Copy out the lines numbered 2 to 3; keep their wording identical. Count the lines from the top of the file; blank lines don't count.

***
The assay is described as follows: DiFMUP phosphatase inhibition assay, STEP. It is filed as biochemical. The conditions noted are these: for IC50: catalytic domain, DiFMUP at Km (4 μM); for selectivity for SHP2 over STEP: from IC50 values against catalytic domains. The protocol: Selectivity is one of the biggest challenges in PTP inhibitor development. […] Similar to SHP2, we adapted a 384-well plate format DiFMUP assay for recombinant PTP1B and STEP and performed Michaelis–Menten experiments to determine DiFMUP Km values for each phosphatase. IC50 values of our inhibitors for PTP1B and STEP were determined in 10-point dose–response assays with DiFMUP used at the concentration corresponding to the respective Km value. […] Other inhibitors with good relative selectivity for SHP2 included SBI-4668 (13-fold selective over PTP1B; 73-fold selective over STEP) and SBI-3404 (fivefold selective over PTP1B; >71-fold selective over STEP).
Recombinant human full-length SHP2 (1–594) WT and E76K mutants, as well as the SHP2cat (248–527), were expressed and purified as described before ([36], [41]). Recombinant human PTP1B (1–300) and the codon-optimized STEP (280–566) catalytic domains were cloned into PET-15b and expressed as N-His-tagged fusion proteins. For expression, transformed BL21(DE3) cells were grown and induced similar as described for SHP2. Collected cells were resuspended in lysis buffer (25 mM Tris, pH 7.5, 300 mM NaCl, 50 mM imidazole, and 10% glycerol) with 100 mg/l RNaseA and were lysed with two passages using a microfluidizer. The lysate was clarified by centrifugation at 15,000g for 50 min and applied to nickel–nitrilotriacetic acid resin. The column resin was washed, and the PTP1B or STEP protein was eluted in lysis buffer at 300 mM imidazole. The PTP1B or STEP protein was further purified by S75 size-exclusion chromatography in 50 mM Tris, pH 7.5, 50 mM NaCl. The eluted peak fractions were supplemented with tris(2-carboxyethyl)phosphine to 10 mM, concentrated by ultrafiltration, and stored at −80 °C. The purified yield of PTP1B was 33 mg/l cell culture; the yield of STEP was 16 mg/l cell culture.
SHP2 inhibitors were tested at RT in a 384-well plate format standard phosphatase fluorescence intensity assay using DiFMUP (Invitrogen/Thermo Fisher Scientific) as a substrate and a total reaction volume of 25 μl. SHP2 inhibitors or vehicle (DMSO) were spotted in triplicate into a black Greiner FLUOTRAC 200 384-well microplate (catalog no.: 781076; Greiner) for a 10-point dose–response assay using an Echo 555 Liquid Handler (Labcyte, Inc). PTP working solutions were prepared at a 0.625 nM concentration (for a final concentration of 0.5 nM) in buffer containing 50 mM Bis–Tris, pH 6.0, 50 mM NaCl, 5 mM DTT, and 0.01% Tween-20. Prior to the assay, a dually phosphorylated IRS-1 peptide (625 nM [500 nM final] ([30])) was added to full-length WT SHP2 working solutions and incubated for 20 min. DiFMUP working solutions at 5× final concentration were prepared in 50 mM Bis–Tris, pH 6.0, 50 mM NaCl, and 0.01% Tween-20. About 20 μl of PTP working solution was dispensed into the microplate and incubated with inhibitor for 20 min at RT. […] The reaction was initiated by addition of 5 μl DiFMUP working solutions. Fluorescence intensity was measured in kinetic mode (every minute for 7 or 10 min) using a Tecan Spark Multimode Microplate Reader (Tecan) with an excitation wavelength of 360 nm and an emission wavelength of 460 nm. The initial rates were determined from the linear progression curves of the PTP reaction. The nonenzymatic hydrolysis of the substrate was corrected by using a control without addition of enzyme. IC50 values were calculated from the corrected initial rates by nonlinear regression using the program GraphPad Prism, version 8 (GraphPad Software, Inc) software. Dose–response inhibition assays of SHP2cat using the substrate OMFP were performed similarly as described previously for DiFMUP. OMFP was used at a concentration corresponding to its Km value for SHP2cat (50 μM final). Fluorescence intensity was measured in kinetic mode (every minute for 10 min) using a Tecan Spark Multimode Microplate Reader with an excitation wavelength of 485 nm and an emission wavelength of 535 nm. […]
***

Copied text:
Recombinant human full-length SHP2 (1–594) WT and E76K mutants, as well as the SHP2cat (248–527), were expressed and purified as described before ([36], [41]). Recombinant human PTP1B (1–300) and the codon-optimized STEP (280–566) catalytic domains were cloned into PET-15b and expressed as N-His-tagged fusion proteins. For expression, transformed BL21(DE3) cells were grown and induced similar as described for SHP2. Collected cells were resuspended in lysis buffer (25 mM Tris, pH 7.5, 300 mM NaCl, 50 mM imidazole, and 10% glycerol) with 100 mg/l RNaseA and were lysed with two passages using a microfluidizer. The lysate was clarified by centrifugation at 15,000g for 50 min and applied to nickel–nitrilotriacetic acid resin. The column resin was washed, and the PTP1B or STEP protein was eluted in lysis buffer at 300 mM imidazole. The PTP1B or STEP protein was further purified by S75 size-exclusion chromatography in 50 mM Tris, pH 7.5, 50 mM NaCl. The eluted peak fractions were supplemented with tris(2-carboxyethyl)phosphine to 10 mM, concentrated by ultrafiltration, and stored at −80 °C. The purified yield of PTP1B was 33 mg/l cell culture; the yield of STEP was 16 mg/l cell culture.
SHP2 inhibitors were tested at RT in a 384-well plate format standard phosphatase fluorescence intensity assay using DiFMUP (Invitrogen/Thermo Fisher Scientific) as a substrate and a total reaction volume of 25 μl. SHP2 inhibitors or vehicle (DMSO) were spotted in triplicate into a black Greiner FLUOTRAC 200 384-well microplate (catalog no.: 781076; Greiner) for a 10-point dose–response assay using an Echo 555 Liquid Handler (Labcyte, Inc). PTP working solutions were prepared at a 0.625 nM concentration (for a final concentration of 0.5 nM) in buffer containing 50 mM Bis–Tris, pH 6.0, 50 mM NaCl, 5 mM DTT, and 0.01% Tween-20. Prior to the assay, a dually phosphorylated IRS-1 peptide (625 nM [500 nM final] ([30])) was added to full-length WT SHP2 working solutions and incubated for 20 min. DiFMUP working solutions at 5× final concentration were prepared in 50 mM Bis–Tris, pH 6.0, 50 mM NaCl, and 0.01% Tween-20. About 20 μl of PTP working solution was dispensed into the microplate and incubated with inhibitor for 20 min at RT. […] The reaction was initiated by addition of 5 μl DiFMUP working solutions. Fluorescence intensity was measured in kinetic mode (every minute for 7 or 10 min) using a Tecan Spark Multimode Microplate Reader (Tecan) with an excitation wavelength of 360 nm and an emission wavelength of 460 nm. The initial rates were determined from the linear progression curves of the PTP reaction. The nonenzymatic hydrolysis of the substrate was corrected by using a control without addition of enzyme. IC50 values were calculated from the corrected initial rates by nonlinear regression using the program GraphPad Prism, version 8 (GraphPad Software, Inc) software. Dose–response inhibition assays of SHP2cat using the substrate OMFP were performed similarly as described previously for DiFMUP. OMFP was used at a concentration corresponding to its Km value for SHP2cat (50 μM final). Fluorescence intensity was measured in kinetic mode (every minute for 10 min) using a Tecan Spark Multimode Microplate Reader with an excitation wavelength of 485 nm and an emission wavelength of 535 nm. […]